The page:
Black holes form first, galaxies follow

A new study has uncovered more evidence that black holes form before the galaxies that contain them. The finding could help resolve a long-standing debate, says the study's lead scientist. Marianne Vestergaard, a postdoctoral fellow in astronomy at Ohio State, came to this conclusion when she studied a collection of very energetic, active galaxies known as quasars as they appeared some 12 billion years ago, when the universe was only one billion years old. While the quasars were obviously young -- they contained large stellar nurseries in which new stars were forming -- each also contained a very massive, fully formed black hole.

Gelatin particles show promise in gene therapy for kidney disease

Researchers have successfully tested micro-sized gelatin particles that may one day deliver therapeutic genes to treat a type of kidney disease. The biodegradable gelatin particles are so small that at least 10 would fit on the period at the end of this sentence. Researchers believe such particles could carry therapeutic genes to the glomerulus, a tiny cluster of capillaries within the kidney that filters toxins from the blood. This filtration system becomes blocked when patients develop glomerular disease.

Grape seed extract may help wound healing

Grape-seed extract may help skin wounds heal faster and with less scarring, a new study suggests. The extract seemed to aid wound healing in two ways: It helped the body make more of a compound used to regenerate damaged blood vessels, and it also increased the amount of free radicals in the wound site. Free radicals help clear potentially pathogenic bacteria from a wound.

Listening to music while working out helps people with severe lung...

Researchers believe that listening to music helped people with severe respiratory disease increase their fitness levels, based on the results of a new study. Subjects with serious lung disease who listened to music while walking covered an average of 19 total miles over the course of an eight-week exercise intervention study. In comparison, the group that didn't listen to music only walked an average of 15 total miles ? 21 percent less - by the end of the study. That four-mile difference is significant, said Gerene Bauldoff, a study co-author and an assistant professor of nursing at Ohio State University. It suggests that participants in the music group may have felt less hindered by shortness of breath, the primary physical symptom of serious lung disease.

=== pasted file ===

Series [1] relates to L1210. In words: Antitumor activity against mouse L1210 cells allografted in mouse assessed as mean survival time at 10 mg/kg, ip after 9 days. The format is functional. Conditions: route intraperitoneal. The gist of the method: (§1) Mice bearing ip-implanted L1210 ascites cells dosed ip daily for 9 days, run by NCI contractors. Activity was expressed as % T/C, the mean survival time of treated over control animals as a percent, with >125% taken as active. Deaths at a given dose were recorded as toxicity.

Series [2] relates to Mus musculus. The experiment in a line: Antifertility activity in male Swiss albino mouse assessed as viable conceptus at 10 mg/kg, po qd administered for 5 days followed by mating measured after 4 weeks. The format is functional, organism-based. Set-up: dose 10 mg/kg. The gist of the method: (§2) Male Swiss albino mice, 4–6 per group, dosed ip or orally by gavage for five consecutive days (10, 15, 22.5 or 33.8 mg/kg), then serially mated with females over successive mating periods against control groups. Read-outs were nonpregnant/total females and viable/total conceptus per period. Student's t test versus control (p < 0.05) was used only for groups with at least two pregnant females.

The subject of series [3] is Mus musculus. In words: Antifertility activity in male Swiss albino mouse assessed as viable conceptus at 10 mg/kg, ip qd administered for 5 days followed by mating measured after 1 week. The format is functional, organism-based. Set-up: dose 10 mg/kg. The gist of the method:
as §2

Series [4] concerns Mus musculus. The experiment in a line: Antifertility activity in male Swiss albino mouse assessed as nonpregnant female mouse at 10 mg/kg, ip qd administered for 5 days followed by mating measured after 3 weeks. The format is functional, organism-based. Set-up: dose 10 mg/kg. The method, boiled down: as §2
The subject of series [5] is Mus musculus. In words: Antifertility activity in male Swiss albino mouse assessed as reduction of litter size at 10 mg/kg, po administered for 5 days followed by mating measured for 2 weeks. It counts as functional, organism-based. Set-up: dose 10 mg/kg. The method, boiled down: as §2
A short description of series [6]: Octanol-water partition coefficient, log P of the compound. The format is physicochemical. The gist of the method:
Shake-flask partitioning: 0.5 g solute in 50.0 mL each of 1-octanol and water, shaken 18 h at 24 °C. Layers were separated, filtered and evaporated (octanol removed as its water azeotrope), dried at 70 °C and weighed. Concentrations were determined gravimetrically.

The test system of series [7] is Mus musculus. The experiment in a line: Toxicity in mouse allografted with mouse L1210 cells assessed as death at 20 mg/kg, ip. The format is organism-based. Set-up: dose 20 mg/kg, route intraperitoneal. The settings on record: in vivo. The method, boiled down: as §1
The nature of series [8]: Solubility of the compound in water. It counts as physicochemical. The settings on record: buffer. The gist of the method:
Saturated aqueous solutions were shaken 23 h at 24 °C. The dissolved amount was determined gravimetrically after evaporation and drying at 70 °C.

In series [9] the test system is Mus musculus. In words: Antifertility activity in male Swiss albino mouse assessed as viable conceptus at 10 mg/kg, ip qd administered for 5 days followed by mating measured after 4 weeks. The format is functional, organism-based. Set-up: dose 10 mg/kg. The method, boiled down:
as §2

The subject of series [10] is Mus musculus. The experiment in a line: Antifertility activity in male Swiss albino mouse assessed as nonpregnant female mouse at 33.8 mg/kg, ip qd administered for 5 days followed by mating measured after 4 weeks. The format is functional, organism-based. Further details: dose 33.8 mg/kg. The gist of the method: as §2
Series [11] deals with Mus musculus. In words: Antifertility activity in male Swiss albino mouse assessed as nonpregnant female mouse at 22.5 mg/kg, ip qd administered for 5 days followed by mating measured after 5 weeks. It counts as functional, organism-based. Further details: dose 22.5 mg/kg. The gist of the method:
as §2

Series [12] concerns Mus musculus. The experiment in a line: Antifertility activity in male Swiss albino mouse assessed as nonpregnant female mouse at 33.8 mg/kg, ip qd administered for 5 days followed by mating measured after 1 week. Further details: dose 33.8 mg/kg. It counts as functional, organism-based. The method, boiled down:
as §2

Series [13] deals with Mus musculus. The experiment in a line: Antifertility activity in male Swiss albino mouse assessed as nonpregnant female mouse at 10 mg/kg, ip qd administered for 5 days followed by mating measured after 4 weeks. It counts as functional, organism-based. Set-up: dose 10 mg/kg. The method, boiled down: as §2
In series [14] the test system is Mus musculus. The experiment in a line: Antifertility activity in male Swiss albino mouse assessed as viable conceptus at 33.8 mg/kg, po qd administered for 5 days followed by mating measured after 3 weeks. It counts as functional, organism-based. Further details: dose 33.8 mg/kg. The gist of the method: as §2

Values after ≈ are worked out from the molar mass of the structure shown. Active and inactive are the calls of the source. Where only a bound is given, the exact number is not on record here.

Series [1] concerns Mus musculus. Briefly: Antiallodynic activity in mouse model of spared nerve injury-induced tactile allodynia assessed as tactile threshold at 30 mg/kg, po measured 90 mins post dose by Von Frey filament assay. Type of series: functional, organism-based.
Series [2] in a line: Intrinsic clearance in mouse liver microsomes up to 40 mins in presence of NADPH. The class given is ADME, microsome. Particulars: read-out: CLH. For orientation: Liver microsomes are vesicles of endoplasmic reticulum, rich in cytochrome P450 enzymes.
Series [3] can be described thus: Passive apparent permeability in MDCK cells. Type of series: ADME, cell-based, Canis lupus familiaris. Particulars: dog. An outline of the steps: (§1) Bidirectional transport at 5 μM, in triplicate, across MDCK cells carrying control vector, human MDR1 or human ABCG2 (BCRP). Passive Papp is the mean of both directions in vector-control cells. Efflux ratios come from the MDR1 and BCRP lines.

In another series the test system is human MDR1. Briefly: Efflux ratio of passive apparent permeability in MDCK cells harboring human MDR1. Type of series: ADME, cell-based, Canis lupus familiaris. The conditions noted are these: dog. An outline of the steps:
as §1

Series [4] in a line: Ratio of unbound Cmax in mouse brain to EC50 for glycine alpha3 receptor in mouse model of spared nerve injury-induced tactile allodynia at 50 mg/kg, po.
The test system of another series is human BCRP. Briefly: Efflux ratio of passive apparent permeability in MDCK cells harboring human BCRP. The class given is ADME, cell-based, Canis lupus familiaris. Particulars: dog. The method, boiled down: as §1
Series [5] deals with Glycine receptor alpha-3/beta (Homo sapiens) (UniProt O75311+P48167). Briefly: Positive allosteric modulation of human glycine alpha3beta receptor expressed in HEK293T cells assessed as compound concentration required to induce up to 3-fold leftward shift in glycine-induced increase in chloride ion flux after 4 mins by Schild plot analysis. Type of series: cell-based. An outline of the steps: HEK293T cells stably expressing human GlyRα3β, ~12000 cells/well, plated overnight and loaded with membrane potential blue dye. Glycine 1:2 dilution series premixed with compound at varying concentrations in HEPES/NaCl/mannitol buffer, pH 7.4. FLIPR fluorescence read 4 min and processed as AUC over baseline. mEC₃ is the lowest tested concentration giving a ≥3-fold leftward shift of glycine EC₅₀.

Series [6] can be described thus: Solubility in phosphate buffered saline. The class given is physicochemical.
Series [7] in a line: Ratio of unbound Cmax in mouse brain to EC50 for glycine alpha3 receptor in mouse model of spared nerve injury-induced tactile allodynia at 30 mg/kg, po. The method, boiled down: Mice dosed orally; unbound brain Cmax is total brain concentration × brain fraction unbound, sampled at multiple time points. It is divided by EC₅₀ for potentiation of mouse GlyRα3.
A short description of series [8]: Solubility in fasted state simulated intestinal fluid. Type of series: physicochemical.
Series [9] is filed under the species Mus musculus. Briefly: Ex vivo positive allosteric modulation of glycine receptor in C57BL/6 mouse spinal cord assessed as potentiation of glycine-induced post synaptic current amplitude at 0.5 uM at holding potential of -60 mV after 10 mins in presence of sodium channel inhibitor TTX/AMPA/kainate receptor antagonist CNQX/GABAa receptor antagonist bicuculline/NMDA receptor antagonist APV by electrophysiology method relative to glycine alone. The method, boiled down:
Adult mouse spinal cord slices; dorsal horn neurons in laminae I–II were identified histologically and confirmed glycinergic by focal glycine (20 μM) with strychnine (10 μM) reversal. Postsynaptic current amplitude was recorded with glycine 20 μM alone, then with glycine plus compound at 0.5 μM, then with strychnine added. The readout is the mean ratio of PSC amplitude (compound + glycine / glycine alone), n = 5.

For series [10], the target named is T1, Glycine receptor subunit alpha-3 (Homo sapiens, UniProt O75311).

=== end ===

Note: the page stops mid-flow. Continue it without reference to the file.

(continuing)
Telescope mirror to get shiny finish in major test run

In an airplane hangar in Columbus, OH, some 80 tons of steel, electronics, and cryogenic equipment are about to come together -- all to deposit one ounce of aluminum as a near-perfect, whisper-thin coating on a giant telescope mirror. The successful operation of the coating system will represent a milestone in the construction of the Large Binocular Telescope (LBT), and a critical phase in Ohio State University 's participation in the LBT project.